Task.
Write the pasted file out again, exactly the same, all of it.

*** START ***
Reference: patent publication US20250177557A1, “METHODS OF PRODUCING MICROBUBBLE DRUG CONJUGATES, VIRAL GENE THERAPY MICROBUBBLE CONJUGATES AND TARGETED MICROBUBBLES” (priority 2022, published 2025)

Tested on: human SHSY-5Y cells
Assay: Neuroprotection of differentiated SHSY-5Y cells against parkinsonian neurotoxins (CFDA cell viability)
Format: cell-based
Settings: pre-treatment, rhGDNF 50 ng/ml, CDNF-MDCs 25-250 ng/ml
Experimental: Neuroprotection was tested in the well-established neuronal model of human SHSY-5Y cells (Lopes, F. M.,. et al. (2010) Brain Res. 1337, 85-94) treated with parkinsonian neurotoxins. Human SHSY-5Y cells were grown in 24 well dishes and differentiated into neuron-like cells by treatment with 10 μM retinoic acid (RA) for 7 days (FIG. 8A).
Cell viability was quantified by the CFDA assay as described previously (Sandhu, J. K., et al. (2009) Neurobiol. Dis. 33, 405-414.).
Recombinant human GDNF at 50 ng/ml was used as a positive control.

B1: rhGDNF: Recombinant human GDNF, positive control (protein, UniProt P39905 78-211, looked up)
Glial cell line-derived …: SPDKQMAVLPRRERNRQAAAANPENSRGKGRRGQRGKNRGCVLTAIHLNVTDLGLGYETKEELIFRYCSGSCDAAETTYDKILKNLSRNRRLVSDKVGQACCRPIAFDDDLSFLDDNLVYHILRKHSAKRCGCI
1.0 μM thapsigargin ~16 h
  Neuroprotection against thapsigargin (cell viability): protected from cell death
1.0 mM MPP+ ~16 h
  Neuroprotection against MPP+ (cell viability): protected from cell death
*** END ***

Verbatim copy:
Reference: patent publication US20250177557A1, “METHODS OF PRODUCING MICROBUBBLE DRUG CONJUGATES, VIRAL GENE THERAPY MICROBUBBLE CONJUGATES AND TARGETED MICROBUBBLES” (priority 2022, published 2025)

Tested on: human SHSY-5Y cells
Assay: Neuroprotection of differentiated SHSY-5Y cells against parkinsonian neurotoxins (CFDA cell viability)
Format: cell-based
Settings: pre-treatment, rhGDNF 50 ng/ml, CDNF-MDCs 25-250 ng/ml
Experimental: Neuroprotection was tested in the well-established neuronal model of human SHSY-5Y cells (Lopes, F. M.,. et al. (2010) Brain Res. 1337, 85-94) treated with parkinsonian neurotoxins. Human SHSY-5Y cells were grown in 24 well dishes and differentiated into neuron-like cells by treatment with 10 μM retinoic acid (RA) for 7 days (FIG. 8A).
Cell viability was quantified by the CFDA assay as described previously (Sandhu, J. K., et al. (2009) Neurobiol. Dis. 33, 405-414.).
Recombinant human GDNF at 50 ng/ml was used as a positive control.

B1: rhGDNF: Recombinant human GDNF, positive control (protein, UniProt P39905 78-211, looked up)
Glial cell line-derived …: SPDKQMAVLPRRERNRQAAAANPENSRGKGRRGQRGKNRGCVLTAIHLNVTDLGLGYETKEELIFRYCSGSCDAAETTYDKILKNLSRNRRLVSDKVGQACCRPIAFDDDLSFLDDNLVYHILRKHSAKRCGCI
1.0 μM thapsigargin ~16 h
  Neuroprotection against thapsigargin (cell viability): protected from cell death
1.0 mM MPP+ ~16 h
  Neuroprotection against MPP+ (cell viability): protected from cell death